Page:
Cody Reinheimer, father of a 7-year-old daughter, Kiva, raised his fist high at City Council Chambers on Tuesday night after listing the many health and environmental dangers associated with the use of synthetic pesticides and other lawn chemicals, not the least of which is the spread of cancer in the population.
Go organic! he said enthusiastically in support of a proposed ordinance that would limit synthetic pesticide in city parks and property.
But his passion was balanced by the ire and head-scratcing of city staff members, professional mosquito controllers, soccer moms and Hillcrest Golf Course board members who are worried about the costs, legal liabilities and environmental implications of limiting the use of chemical lawn treatments.
City officials, for example, worried the city would no longer be able to spray alleyways for mosquitoes.
Mayor Doug Lyon doubted the science of the organic proponents.
I dont think theres a validity to the great many assertions (in the ordinance), Lyon said.
The proposal addresses a problem that barely exists, said Scott Sallee, a professional lawn-care provider. It would be the most restrictive policy of its kind in Colorado and possibly the nation.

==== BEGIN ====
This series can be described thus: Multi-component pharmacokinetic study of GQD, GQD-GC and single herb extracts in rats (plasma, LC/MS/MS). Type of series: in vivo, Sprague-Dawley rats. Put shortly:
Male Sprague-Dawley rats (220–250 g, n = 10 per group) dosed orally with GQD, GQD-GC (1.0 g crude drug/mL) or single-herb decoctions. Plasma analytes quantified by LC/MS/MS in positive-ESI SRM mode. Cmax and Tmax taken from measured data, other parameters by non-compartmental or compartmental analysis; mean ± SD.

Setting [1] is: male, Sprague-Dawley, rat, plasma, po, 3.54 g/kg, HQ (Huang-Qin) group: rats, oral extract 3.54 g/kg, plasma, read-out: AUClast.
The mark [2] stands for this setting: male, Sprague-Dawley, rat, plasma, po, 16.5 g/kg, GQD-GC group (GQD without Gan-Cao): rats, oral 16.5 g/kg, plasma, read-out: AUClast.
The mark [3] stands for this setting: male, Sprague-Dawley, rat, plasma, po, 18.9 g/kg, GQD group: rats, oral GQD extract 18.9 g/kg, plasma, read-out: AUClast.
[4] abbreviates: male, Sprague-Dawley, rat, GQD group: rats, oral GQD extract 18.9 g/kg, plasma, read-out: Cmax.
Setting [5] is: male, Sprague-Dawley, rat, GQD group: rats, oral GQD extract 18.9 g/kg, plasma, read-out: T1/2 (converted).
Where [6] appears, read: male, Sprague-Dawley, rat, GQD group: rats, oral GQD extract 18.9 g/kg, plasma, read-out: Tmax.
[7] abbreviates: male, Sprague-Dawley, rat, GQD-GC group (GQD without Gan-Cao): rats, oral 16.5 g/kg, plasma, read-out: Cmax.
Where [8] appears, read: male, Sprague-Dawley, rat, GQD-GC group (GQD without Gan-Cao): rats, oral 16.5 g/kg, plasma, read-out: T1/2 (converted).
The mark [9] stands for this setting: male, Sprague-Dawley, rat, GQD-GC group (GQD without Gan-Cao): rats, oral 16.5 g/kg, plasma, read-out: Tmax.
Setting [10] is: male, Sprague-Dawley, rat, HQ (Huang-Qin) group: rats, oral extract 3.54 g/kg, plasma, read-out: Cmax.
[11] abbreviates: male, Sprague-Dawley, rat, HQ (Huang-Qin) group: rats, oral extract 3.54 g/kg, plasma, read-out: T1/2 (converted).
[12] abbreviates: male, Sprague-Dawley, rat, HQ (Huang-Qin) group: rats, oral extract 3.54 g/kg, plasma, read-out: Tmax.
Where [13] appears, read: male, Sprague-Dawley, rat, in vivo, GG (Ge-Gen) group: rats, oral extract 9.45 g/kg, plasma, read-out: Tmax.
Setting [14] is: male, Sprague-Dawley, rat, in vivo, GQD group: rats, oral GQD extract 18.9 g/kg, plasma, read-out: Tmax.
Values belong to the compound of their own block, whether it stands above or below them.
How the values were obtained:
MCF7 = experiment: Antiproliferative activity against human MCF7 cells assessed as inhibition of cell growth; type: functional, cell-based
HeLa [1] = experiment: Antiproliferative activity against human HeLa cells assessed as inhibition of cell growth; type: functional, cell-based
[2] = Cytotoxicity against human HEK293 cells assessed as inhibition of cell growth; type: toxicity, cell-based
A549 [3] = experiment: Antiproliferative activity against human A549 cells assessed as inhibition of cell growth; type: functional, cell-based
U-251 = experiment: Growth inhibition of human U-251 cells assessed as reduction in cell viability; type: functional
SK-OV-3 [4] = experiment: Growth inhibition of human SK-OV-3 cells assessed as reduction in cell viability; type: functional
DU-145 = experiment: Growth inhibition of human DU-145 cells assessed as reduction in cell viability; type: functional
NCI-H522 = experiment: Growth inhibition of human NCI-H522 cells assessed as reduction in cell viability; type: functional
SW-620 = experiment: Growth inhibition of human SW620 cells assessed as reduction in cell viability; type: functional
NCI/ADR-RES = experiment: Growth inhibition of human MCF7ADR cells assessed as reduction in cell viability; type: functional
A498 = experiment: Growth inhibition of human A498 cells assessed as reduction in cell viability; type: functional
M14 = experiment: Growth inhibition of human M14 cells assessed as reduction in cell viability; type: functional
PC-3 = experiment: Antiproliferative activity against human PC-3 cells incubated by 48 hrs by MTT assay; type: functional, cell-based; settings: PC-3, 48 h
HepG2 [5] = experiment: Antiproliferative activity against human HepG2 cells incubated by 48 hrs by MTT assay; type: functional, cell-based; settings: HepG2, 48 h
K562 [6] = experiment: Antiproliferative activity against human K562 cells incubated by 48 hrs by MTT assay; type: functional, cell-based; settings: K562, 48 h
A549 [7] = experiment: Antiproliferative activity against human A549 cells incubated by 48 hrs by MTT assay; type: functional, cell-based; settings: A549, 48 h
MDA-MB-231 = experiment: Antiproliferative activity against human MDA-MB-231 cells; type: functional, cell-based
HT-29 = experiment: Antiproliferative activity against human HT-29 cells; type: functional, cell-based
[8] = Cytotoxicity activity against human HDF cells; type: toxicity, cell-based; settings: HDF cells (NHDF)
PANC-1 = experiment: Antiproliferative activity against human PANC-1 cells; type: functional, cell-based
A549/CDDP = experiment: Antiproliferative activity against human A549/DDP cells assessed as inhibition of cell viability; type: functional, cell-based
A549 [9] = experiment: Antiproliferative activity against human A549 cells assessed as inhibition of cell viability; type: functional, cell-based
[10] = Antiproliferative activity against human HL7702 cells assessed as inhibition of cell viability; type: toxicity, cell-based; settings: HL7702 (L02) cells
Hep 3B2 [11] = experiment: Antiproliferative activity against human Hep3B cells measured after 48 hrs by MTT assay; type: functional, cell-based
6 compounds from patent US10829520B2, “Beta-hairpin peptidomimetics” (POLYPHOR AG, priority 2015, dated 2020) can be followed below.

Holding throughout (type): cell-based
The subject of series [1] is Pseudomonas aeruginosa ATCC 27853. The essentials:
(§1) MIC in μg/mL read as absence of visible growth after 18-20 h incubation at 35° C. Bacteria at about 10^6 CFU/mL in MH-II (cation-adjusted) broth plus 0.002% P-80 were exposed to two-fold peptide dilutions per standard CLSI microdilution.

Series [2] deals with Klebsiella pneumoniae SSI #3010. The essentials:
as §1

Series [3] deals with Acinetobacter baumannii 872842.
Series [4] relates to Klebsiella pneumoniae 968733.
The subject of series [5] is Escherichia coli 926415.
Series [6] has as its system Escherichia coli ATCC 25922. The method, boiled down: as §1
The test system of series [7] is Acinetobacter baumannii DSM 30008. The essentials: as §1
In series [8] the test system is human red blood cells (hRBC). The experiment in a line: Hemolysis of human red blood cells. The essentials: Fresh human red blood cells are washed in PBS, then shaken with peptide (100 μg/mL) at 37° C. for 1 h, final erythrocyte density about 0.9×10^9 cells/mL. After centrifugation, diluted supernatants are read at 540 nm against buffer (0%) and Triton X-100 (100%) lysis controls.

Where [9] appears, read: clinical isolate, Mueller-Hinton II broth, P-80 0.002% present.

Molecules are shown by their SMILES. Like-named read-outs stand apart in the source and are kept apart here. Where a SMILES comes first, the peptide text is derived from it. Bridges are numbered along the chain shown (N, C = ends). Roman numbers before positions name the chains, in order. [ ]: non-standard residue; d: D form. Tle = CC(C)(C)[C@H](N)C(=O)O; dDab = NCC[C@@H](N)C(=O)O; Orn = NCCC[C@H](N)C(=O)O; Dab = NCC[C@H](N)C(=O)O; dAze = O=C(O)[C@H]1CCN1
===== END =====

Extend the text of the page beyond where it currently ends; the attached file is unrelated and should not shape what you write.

He called it an irresponsible proposal that does not understand lawn care.
Unless the grass-roots group, Organically Managed Parks Team Durango, withdraws its proposed ordinance, the debate about pesticides in city parks and other city-owned property is likely to continue until the Nov. 6 general election, when it would be put to the voters.
Because of the big turnout expected for the presidential election, the extra ballot item on organic care for city parks could cost the city $19,000, said city officials.
City officials said their hands are tied, however, because the group collected the 500 signatures necessary for a special election under the City Charter. The City Council, however, could make a special election unnecessary by adopting the proposed ordinance.
But city staff members, at least, seem opposed to the proposal, especially an accountability provision that would open the city to civil litigation if it did not enforce the organic rules. The ordinance would require the city to pay the legal fees of the litigant if it lost a lawsuit.
The city also would have to create a new staff position to carry out the organic standards for treating city lawns and property.
City Manager Ron LeBlanc interpreted the proposed ordinance to mean that the employee would have a target on their back because of the litigation provision.
Katrina Blair, founder of the Turtle Lake Refuge and member of Team Organic, clarified that the proposal does not actually ban synthetic pesticides but would encourage the city to use organic or less-toxic pesticides whenever possible. Many proponents said that the city could still use pesticides to control the worst noxious weeds and bugs.
Organic proponents said they were simply against the overuse of chemicals.
Proponents, for example, argued that chemicals should not be used to eradicate dandelions and clover leaf for aesthetic reasons.
The ordinance will be debated again during a public hearing scheduled for Aug. 21.